The economic feasibility deals with the study of cost benefit analysis. All the costs of the new proposed system are compared with the benefits which can be obtained for the management approval. The benefits may be quantitative or qualitative in nature.

The following steps are used in the complete feasibility study:

  • Study the existing system
  • Define the scope of the proposed system
  • Study the strengths and weakness of the existing system
  • Study various alternatives
  • Carry out feasibility studies
  • Get the management approvals


Detailed investigation should be conducted with personnel closely involved with the area under investigation, according to the precise terms of  recognisation of problem arising out of the feasibility study report.

The objectives at this stage are to provide solutions to stated problems, usually in the form of a specification to meet the users’ requirements; and to make recommendations for a new computer-based system.

Analysis is an iterative and progressive process, examining information flows and evaluating various alternative design solutions until a preferred solution emerges.

It involves an in-depth study of the existing system with to the following

  • Organisation structure
  • Sources of data origination
  • flow of data within the organisation
  • Accuracy and timeliness aspect of the data handling process.
  • The process of data storage
  • The type of data processing
  • The reports being generated at various stages
  • The new user requirements
  • Estimation of resources needed to design the new system

The system analyst should be in a position to study the complete system requirements and be ready to begin the detailed design of the computerised system which should meet the given objectives.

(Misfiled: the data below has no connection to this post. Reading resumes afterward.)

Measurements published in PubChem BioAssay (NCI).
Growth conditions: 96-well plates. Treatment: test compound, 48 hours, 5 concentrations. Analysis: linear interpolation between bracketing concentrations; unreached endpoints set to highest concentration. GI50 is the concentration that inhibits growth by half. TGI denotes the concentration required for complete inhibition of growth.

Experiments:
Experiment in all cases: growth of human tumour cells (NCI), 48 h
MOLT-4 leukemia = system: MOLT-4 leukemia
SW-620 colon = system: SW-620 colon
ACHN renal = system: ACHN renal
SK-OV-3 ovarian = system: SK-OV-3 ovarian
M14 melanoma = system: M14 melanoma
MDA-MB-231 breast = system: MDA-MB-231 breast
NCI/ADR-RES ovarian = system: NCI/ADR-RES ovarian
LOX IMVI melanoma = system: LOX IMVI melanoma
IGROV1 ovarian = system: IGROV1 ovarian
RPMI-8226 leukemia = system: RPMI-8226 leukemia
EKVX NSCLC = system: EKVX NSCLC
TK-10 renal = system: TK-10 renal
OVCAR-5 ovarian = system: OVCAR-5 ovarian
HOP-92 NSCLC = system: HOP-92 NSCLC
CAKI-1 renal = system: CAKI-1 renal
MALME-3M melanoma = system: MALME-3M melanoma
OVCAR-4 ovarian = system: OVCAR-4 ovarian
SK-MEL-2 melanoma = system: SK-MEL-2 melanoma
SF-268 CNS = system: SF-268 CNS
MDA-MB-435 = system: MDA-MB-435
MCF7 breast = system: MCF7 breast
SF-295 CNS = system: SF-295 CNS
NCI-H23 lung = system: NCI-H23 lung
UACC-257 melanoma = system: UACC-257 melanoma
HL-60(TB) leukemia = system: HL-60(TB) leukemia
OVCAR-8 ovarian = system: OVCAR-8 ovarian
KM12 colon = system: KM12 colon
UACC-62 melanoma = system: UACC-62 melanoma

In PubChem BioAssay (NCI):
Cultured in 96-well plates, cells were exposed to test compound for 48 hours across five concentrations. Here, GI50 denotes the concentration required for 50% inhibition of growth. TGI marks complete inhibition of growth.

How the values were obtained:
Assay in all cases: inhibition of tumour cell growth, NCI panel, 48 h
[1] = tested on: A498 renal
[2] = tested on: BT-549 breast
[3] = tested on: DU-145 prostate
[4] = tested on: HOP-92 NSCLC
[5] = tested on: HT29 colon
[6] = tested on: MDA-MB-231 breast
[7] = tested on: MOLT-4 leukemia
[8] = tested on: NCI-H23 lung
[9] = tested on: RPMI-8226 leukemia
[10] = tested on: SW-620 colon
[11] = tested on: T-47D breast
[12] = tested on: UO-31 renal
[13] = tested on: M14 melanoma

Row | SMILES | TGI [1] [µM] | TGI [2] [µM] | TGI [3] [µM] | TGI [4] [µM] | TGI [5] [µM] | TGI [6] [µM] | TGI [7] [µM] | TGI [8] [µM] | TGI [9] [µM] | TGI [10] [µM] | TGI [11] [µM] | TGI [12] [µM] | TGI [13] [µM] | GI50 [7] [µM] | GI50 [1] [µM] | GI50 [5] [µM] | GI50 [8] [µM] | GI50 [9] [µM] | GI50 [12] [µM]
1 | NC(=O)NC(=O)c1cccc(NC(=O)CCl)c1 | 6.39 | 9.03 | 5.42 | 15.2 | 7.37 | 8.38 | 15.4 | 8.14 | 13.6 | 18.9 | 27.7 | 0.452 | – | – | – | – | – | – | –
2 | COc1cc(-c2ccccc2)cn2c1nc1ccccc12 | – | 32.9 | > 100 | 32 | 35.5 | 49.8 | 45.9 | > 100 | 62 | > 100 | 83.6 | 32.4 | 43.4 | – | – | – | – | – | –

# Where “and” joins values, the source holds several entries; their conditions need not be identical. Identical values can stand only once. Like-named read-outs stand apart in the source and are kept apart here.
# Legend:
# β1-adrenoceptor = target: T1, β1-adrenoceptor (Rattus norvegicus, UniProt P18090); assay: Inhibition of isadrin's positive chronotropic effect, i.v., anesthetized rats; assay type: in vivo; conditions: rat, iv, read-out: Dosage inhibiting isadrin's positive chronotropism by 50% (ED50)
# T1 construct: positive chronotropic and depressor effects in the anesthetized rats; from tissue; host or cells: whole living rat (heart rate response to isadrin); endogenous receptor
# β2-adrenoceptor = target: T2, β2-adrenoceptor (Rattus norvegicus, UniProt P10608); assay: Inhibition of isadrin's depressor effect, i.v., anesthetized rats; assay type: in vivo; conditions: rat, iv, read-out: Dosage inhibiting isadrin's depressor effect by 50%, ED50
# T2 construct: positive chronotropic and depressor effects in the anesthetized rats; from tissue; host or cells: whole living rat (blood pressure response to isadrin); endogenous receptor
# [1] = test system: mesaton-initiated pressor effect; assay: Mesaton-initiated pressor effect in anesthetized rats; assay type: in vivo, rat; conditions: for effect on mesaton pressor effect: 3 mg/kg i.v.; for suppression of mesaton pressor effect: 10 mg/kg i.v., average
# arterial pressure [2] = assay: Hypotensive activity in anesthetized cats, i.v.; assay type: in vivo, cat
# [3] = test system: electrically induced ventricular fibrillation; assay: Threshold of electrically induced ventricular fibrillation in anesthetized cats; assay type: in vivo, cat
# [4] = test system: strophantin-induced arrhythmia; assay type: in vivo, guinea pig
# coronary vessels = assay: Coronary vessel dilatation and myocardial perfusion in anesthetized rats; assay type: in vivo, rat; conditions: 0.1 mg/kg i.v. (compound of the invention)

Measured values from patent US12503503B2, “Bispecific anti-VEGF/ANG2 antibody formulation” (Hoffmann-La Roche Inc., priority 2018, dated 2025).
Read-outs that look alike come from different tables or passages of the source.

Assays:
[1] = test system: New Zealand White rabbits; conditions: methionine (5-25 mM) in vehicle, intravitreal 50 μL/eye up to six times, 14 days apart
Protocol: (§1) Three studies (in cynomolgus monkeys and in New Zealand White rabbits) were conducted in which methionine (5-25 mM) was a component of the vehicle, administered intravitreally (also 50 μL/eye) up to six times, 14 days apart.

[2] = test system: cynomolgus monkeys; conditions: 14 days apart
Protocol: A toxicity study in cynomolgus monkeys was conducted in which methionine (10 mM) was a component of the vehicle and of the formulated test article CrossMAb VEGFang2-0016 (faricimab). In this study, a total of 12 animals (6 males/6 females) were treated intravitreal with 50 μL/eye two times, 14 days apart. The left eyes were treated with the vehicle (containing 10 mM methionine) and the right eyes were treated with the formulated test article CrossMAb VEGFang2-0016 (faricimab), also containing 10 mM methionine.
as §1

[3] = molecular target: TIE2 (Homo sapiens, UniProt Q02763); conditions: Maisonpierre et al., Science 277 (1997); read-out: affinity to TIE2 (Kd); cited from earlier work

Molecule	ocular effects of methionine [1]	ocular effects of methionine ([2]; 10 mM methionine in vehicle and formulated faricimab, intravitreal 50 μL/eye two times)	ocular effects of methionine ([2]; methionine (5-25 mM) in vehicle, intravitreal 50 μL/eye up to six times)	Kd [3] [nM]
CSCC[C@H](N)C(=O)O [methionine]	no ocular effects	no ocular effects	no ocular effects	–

System design is a creative as well as a technical activity.  This stage is the most time and resource consuming. It is the real technical activity which involves the design of the system around the computer. It  includes many steps such as :

  • The preparation of system outlines chart
  • Design of input forms, validation procedures and data preparation procedures
  • Design of output reports
  • Code designing
  • Detailed file layout and file designing
  • Selection of system software and selection of programming languages or database to be used
  • Computer procedure design
  • Program development
  • Testing of the programs
  • Security and Controls

The system should be designed to cope with all likely errors, and any subsequent changes and modifications. When the user system specification is complete, it should be presented to management with a proposal which outlines the main features of the design, and provides a restatement or revision of the objectives, costs, and benefits to be expected. Management should then formally accept or revise the proposal before further development. When agreement is finally reached, a program suite specification can then be handed over to the programmers for conversion of the computer parts of the system into programs of coded instructions appropriate to the computer. Meanwhile, the systmes analyst will produce detailed User and Operations Manuals for the system.


This phase involves the testing of overall system. First, it test the parts separately and finally  the system as a whole. Each subsystem or independent module and program is tested first and then through the interfaces to other subsystems the complete system is tested. This is the most important phase as the system analyst has to get the user certification for the accuracy of the system. In other words, it may also be referred as the acceptance testing by the user. Such a testing should be carried out by the user, the users representative, the system analyst, the standards group, the external systems auditor or any combination thereof. The test data is normally prepared by the user to check for all possible combination of correct data as well as the wrong data which should be trapped by the system and reported as an error.